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If you see something interesting downtown this week, you may want to poke your head in.
"Over the past four years, I've pretty much been obsessed with this," said Katie Jo Suddaby, artist.
This type of art practiced by Tibetan monks is rarely seen in Western cultures, but you'll find it at this year's Fringe Fest.
"Venues really put their own stamp on things, no one's too fussy about censorship, we have very, very few rules, and yes we are totally cross-genre," said festival producer Erica Fee.
Fee says there has been a big boost in ticket sales from last year.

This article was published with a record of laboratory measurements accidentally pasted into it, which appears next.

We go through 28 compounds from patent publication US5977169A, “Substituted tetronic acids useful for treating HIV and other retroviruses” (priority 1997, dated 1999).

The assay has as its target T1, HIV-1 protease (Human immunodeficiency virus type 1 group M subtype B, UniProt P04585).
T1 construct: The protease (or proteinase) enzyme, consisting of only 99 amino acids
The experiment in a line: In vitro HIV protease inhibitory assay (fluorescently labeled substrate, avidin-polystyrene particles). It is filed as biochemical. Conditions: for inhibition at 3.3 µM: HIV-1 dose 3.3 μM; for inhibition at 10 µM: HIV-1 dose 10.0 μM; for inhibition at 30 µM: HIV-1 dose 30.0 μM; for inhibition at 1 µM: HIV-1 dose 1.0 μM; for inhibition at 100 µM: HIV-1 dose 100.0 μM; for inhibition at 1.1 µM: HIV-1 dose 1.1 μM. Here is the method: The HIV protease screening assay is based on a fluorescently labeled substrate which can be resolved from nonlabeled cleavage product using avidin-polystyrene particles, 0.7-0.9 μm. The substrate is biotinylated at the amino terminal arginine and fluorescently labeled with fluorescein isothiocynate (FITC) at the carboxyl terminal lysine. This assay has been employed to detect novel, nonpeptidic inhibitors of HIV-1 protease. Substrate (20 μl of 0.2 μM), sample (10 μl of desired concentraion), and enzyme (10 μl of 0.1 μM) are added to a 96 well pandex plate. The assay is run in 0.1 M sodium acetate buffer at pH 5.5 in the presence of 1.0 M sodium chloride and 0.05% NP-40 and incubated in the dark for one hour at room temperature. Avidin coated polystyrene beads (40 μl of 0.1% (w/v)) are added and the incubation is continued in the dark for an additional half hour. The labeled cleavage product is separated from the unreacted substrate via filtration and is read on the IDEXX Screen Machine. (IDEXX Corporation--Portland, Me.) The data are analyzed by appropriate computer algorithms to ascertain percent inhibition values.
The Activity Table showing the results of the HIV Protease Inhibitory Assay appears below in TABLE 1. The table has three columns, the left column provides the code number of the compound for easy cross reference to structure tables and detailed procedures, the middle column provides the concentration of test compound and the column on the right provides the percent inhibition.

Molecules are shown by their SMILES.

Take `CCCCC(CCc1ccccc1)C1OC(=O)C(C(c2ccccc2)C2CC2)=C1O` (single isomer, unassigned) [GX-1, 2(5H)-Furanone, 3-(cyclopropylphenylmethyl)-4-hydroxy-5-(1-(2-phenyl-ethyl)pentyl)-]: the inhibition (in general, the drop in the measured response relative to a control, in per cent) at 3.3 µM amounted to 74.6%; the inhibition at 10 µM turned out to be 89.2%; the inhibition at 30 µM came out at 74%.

The festival offers short yet unique shows including theatre, dance, comedy and of course,
crowd favorite Bandaloop acrobats. Their vertical dance performance have turned the biggest buildings around the country into their dance floor. For the Fringe Festival, the HSBC building downtown is their stage.
"You're allowed to sample really new forms of art, what's cutting edge," said Fee.
The festival runs through Sept. 28 and aims to change your outlook on what art is.
:I really felt like I needed to enjoy the moment and not hold on to things," said Suddaby.
If you want a glimpse of the Tibetan sand art, your only chance will be at the Geva Theatre over the next ten days.
"You can't sell it, you can't keep it, just like everything else in life, it's there, it's beautiful, then it goes away."
The finished product will be scattered over the Genesee River when the festival ends.
"And that's my favorite part."